Saturday, November 25, 2006

Cuir de Russie

While Tabac Blond is a rebel, with an elegant off-beat premise – Cuir de Russie is an unusual take on luxury and chic.

While the animalic notes in Tabac Blond are abstract and allude to leather bound books and horse-takcs, and set the mood of a desired loneliness, in Cuir de Russie these are present to make a statement of uncompromised luxury and decadent style.

Cuir de Russie, more than other leather scents that I met, really makes me re-think the relationships between luxury, wilderness, death and perfume. The animal essences here are so strongly present, that you can’t help but think of the forests in Russia where wild animals’ lives has been taken away for the sake of their skins and furs. I cannot wear Cuir de Russie without thinking about a fur coat and a furry Russian hat. Maybe it’s because my mind is set on these clichés. Maybe it is because the first time I smelled Cuir de Russie was in one of the most luxurious spaces – the Chanel boutique. Perhaps it’s really the scent doing this, as reeks of luxury quite blatantly.

Wearing Cuir de Russie is like wearing a fur coat. Which is a big statement. It’s going all the way for appearance. It’s telling the world that you are willing to kill for your looks. That you don’t really care about wild life. But it’s also a reminder that once upon a time, before we learned how to make textile and fabricate our clothes, we had to burrow other animal’s skins and furs to survive the cold long winters. In those far-away days, where fur was a question of life-and-death.

When I wear Cuir de Russie, I think of a snow-covered forest in Siberia, where a hunter is just recovering the hunted animal, breathlessly giving away its winter coat which is soon to be traded for rye bread, sausages, vodka, and other Russian necessities of life.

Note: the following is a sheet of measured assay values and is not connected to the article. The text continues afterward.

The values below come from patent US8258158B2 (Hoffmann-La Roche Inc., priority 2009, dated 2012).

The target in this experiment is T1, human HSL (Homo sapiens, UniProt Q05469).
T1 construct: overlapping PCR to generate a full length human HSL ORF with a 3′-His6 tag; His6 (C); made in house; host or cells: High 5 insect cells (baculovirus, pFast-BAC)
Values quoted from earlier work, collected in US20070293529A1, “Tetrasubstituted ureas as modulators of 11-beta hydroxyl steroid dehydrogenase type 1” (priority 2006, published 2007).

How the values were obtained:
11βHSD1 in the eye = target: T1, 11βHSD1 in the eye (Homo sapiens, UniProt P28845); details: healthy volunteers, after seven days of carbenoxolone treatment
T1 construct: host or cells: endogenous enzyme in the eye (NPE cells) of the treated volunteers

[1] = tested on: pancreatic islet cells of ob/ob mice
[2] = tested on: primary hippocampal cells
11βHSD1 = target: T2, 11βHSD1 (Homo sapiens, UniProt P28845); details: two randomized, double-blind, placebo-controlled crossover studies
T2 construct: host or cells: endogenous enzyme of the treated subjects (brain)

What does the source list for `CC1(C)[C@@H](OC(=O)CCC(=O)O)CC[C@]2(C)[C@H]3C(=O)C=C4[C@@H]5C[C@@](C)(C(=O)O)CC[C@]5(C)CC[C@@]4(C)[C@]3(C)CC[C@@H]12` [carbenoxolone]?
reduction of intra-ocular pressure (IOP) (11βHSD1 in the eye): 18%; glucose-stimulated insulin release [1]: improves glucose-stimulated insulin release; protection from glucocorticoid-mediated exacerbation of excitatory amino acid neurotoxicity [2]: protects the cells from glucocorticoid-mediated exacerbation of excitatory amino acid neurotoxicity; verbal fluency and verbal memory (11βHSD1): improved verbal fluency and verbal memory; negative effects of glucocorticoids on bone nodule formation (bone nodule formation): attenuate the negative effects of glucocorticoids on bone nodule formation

Chanel’s Cuir de Russie reeks of animal essences – primarily castoreum absolute, an essence extracted from the Russian – and Canadian – beavers, after they have been hunted for their furs. There is also civet galore. It’s amazing how furry this perfume is thanks to those essences. But there are other notes as well, and these are what make Cuir de Russie such a masterpiece:
It opens with notes of cade and a resinous, dark myrrh. Than, leathery cassie notes fleet around, like a misty cloud of foggy vapour – airy, powdery, barely visible. Soon enough, we move into a phase of an airy white floral bouquet – jasmine sambac being the most visible of all. Roses undfold later and the perfume turns into a smooth bouquet of notes that are not quite separable from one another, but harmonize to create an overall creamy, smooth leatherness. There are sweet resins and balsams (namely benzoin and labdanum), a subtle, sexy musk, and a most definite note of castoreum paired with civet. Hours later, I smell a familiar oakmoss dry down, but it is very subdued.

*Image of a Woman in a Fur Coat by Nick DeWolf dated December 8th 1970, courtesy of dboo
**I chose this picture because it is elegant, yet it seems the woman really needs the warmth of the coat...

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